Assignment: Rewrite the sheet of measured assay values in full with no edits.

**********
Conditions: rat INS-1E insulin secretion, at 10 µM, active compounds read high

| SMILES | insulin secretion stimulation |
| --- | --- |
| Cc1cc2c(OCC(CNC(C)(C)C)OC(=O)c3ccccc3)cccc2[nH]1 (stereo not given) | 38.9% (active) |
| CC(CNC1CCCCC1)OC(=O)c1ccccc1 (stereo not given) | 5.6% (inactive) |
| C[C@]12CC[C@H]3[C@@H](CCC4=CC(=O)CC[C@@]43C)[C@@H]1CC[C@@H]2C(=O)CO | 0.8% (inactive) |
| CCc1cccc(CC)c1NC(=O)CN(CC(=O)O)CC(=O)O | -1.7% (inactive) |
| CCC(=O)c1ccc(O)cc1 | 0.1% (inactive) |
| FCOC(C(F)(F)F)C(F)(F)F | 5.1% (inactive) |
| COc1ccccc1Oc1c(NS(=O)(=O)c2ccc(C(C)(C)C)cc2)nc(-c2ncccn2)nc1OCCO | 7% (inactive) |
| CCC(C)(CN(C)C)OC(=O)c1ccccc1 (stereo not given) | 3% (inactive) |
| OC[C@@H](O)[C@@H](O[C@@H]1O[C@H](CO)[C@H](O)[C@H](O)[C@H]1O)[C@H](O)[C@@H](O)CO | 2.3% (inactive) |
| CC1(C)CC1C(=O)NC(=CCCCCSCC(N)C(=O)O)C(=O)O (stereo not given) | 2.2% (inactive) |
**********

Conditions: rat INS-1E insulin secretion, at 10 µM, active compounds read high

| SMILES | insulin secretion stimulation |
| --- | --- |
| Cc1cc2c(OCC(CNC(C)(C)C)OC(=O)c3ccccc3)cccc2[nH]1 (stereo not given) | 38.9% (active) |
| CC(CNC1CCCCC1)OC(=O)c1ccccc1 (stereo not given) | 5.6% (inactive) |
| C[C@]12CC[C@H]3[C@@H](CCC4=CC(=O)CC[C@@]43C)[C@@H]1CC[C@@H]2C(=O)CO | 0.8% (inactive) |
| CCc1cccc(CC)c1NC(=O)CN(CC(=O)O)CC(=O)O | -1.7% (inactive) |
| CCC(=O)c1ccc(O)cc1 | 0.1% (inactive) |
| FCOC(C(F)(F)F)C(F)(F)F | 5.1% (inactive) |
| COc1ccccc1Oc1c(NS(=O)(=O)c2ccc(C(C)(C)C)cc2)nc(-c2ncccn2)nc1OCCO | 7% (inactive) |
| CCC(C)(CN(C)C)OC(=O)c1ccccc1 (stereo not given) | 3% (inactive) |
| OC[C@@H](O)[C@@H](O[C@@H]1O[C@H](CO)[C@H](O)[C@H](O)[C@H]1O)[C@H](O)[C@@H](O)CO | 2.3% (inactive) |
| CC1(C)CC1C(=O)NC(=CCCCCSCC(N)C(=O)O)C(=O)O (stereo not given) | 2.2% (inactive) |